Brethine is part of a class of drugs called beta-adrenergic receptor agonists. It is a bronchodilator. Brethine used to treat asthma and emphysema in adults and children ages 12 and older. It works by relaxing muscles in the airways to improve breathing. Brethine also has some effects on decreasing the activity of mast cells in the lungs, which play an important role in inflammation and allergic reactions.
Take Brethine exactly as prescribed by your doctor. The recommended dose for adults and adolescents ages 16 and older is 5 mg three times a day. For adolescents ages 12 to 15, the recommended dose is 2.5 mg three times daily. The medication is taken by mouth with or without food. Take each dose with a full glass of water. Brethine should be taken at the same times each day.
Before taking Brethine you should talk with your doctor if you have high blood pressure (hypertension), fast heart rate (tachycardia), irregular heart rhythm (arrhythmia), heart disease, congestive heart failure, overactive thyroid (hyperthyroidism), seizures or epilepsy, diabetes, any allergies.
Let your doctor know if you are pregnant or thinking of becoming pregnant, breastfeeding.
Possible side effect
Get emergency medical help if you have nervousness, shakiness, drowsiness, heart palpitations, headaches, dizziness, increased sweating, weakness, difficulty breathing, hives, swelling of the lips, tongue, dry mouth, nausea, insomnia. If you notice other effects not listed above, contact your doctor.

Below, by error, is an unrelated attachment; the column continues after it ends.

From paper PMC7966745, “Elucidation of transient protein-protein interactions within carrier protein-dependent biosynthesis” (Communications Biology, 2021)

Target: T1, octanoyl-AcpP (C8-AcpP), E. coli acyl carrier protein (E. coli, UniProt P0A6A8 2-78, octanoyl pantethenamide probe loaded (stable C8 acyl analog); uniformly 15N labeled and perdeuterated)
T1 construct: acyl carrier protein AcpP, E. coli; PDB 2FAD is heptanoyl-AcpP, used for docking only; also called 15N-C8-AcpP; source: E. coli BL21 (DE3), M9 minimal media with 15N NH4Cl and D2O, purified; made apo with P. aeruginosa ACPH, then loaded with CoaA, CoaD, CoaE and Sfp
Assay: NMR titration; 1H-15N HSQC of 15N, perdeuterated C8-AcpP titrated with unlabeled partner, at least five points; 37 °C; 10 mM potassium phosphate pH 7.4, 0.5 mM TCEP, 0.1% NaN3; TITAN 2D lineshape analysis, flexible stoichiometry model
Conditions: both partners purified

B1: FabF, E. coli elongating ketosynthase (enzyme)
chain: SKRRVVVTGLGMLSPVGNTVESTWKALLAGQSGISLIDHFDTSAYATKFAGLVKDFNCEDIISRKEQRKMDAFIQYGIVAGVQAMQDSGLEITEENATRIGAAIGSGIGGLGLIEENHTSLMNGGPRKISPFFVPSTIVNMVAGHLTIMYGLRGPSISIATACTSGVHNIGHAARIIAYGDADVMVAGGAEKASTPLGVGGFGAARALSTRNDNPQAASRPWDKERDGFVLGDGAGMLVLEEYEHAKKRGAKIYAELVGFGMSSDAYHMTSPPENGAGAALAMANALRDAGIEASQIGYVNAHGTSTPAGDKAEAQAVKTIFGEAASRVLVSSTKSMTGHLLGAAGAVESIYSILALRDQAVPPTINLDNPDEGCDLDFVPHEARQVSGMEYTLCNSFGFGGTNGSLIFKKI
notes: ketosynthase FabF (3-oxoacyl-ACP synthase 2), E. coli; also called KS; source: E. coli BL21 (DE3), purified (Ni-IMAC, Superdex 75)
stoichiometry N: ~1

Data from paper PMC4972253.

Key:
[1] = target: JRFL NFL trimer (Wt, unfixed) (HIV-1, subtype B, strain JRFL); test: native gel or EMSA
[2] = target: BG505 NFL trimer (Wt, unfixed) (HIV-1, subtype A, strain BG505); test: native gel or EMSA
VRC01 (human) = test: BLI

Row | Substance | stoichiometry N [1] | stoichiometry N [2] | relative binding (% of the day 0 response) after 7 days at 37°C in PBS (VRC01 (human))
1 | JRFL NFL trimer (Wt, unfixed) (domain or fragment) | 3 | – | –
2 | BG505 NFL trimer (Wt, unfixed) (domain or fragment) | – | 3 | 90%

Tell your doctor about all other medications you use, especially: tricyclic antidepressants (trimipramine, clomipramine, doxepin, desipramine, nortriptyline), beta blockers (labetalol, bisoprolol, timolol, nadolol), monoamine oxidase inhibitors (tranylcypromine, selegiline, isocarboxazid, phenelzine), diuretics (torsemide, furosemide, chlorothiazide, ethacrynic acid). Taking Brethine and a beta blocker together can decrease the effectiveness of both medications. Taking Brethine and certain diuretics together can increase your risk of low potassium levels (hypokalemia). Interaction between two medications does not always mean that you must stop taking one of them. Tell your doctor about all prescription, over-the-counter, and herbal medications you are taking.
Take the missed dose as soon as possible. Skip the missed dose if it is time for your next scheduled dose. Don't take extra medicine to make up the missed dose.
If you think you have overdosed the medicine seek emergency medical help at once. The overdose symptoms are weakness, vomiting, nausea, irregular heartbeats, angina, tremor, chest pain, seizures.
Store the medicine at room temperature between 68-77 degrees F (20-25 degrees C) away from light and moisture. Keep all drugs away from reach of children and pets.
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